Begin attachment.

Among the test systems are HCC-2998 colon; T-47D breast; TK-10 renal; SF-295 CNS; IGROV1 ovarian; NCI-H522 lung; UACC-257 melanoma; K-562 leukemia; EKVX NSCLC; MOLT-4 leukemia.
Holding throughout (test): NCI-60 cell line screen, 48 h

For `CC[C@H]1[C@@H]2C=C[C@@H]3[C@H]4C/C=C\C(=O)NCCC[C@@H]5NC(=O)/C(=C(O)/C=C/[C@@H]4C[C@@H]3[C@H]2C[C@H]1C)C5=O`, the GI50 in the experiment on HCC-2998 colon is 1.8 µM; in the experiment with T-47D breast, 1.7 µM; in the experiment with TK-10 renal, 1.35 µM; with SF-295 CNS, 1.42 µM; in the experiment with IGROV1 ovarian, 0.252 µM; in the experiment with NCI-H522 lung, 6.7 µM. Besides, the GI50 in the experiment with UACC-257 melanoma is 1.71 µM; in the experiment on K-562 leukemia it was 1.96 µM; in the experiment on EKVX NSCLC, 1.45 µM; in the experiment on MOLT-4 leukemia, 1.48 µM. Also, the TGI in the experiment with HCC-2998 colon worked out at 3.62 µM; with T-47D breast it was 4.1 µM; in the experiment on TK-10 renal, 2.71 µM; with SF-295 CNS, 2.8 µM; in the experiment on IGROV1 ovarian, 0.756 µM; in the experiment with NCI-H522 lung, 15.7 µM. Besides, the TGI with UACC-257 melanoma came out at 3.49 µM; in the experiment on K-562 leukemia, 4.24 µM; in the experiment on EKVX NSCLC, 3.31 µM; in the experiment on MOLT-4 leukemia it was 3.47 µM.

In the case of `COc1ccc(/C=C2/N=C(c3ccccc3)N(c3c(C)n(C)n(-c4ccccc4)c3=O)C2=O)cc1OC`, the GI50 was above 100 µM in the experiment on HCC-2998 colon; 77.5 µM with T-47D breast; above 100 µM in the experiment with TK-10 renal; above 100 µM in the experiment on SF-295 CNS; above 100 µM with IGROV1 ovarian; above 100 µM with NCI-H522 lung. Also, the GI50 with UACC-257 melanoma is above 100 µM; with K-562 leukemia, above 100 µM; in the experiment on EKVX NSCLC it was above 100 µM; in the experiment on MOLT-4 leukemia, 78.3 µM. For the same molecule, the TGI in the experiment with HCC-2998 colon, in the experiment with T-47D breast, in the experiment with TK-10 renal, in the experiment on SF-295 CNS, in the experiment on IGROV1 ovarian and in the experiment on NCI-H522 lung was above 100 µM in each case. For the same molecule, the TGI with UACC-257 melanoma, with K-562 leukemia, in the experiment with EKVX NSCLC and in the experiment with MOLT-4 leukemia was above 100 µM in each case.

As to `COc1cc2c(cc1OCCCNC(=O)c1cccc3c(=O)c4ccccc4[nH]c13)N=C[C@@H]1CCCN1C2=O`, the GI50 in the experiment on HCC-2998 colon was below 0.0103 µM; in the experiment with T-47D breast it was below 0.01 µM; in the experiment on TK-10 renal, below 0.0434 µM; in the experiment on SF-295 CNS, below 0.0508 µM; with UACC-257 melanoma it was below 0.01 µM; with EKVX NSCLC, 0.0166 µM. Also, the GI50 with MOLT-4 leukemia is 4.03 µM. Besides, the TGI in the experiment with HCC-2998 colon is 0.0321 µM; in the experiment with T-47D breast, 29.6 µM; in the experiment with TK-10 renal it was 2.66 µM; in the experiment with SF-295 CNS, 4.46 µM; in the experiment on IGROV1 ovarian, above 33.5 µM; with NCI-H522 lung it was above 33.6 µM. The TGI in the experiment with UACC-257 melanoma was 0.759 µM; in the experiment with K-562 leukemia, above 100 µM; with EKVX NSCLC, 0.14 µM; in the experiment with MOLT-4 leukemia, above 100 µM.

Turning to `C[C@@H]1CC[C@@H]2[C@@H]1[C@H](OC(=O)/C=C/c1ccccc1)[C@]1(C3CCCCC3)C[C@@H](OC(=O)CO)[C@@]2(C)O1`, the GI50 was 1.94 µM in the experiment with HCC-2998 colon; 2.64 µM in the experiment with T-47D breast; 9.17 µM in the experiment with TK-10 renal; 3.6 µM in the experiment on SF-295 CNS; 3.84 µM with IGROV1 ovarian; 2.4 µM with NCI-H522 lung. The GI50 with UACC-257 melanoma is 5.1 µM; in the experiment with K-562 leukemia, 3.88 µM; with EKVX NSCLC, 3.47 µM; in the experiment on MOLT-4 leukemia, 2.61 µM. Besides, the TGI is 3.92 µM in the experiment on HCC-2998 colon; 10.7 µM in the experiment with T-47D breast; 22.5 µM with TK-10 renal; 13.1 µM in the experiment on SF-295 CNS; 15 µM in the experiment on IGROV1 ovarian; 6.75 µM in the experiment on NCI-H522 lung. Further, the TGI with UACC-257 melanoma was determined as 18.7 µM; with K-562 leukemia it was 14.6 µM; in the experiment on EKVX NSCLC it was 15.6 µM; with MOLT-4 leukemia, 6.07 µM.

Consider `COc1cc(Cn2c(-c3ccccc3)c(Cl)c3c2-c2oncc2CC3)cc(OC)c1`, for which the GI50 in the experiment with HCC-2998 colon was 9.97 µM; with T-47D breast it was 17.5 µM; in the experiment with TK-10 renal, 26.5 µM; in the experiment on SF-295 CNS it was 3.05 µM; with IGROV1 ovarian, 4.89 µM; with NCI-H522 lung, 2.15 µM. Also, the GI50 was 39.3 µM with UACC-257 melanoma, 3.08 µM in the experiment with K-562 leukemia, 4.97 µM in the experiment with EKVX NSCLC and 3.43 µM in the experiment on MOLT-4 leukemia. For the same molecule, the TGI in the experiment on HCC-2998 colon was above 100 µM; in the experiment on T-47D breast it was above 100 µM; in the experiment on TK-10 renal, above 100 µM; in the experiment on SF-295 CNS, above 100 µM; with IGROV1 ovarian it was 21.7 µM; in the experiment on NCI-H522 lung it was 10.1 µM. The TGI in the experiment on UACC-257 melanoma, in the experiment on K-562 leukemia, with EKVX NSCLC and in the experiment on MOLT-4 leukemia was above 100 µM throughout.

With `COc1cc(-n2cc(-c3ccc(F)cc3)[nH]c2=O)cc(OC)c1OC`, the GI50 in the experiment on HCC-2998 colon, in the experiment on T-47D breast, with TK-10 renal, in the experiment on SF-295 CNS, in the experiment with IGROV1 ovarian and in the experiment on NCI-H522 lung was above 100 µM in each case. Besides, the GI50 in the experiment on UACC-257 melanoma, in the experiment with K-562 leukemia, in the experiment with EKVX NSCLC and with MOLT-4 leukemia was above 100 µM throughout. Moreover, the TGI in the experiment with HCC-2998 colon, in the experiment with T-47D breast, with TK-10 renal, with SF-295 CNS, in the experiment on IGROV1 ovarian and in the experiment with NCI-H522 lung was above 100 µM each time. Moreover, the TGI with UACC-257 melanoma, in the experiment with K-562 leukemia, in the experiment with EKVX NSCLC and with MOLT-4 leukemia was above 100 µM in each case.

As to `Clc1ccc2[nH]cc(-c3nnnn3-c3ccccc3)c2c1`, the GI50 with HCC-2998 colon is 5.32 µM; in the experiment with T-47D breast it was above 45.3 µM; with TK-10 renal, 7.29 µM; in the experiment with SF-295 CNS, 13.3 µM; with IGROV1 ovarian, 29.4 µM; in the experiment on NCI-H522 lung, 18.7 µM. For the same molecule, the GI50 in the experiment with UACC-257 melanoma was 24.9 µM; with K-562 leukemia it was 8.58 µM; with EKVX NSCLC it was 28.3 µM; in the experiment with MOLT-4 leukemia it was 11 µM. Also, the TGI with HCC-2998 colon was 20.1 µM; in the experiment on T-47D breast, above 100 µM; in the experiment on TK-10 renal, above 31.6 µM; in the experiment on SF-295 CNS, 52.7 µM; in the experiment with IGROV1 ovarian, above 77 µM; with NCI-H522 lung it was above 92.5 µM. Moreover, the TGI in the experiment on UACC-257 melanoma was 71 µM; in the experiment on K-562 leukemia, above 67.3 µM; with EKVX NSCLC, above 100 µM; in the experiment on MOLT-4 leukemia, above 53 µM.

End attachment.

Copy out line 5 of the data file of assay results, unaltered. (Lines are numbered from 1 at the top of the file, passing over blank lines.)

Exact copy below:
As to `COc1cc2c(cc1OCCCNC(=O)c1cccc3c(=O)c4ccccc4[nH]c13)N=C[C@@H]1CCCN1C2=O`, the GI50 in the experiment on HCC-2998 colon was below 0.0103 µM; in the experiment with T-47D breast it was below 0.01 µM; in the experiment on TK-10 renal, below 0.0434 µM; in the experiment on SF-295 CNS, below 0.0508 µM; with UACC-257 melanoma it was below 0.01 µM; with EKVX NSCLC, 0.0166 µM. Also, the GI50 with MOLT-4 leukemia is 4.03 µM. Besides, the TGI in the experiment with HCC-2998 colon is 0.0321 µM; in the experiment with T-47D breast, 29.6 µM; in the experiment with TK-10 renal it was 2.66 µM; in the experiment with SF-295 CNS, 4.46 µM; in the experiment on IGROV1 ovarian, above 33.5 µM; with NCI-H522 lung it was above 33.6 µM. The TGI in the experiment with UACC-257 melanoma was 0.759 µM; in the experiment with K-562 leukemia, above 100 µM; with EKVX NSCLC, 0.14 µM; in the experiment with MOLT-4 leukemia, above 100 µM.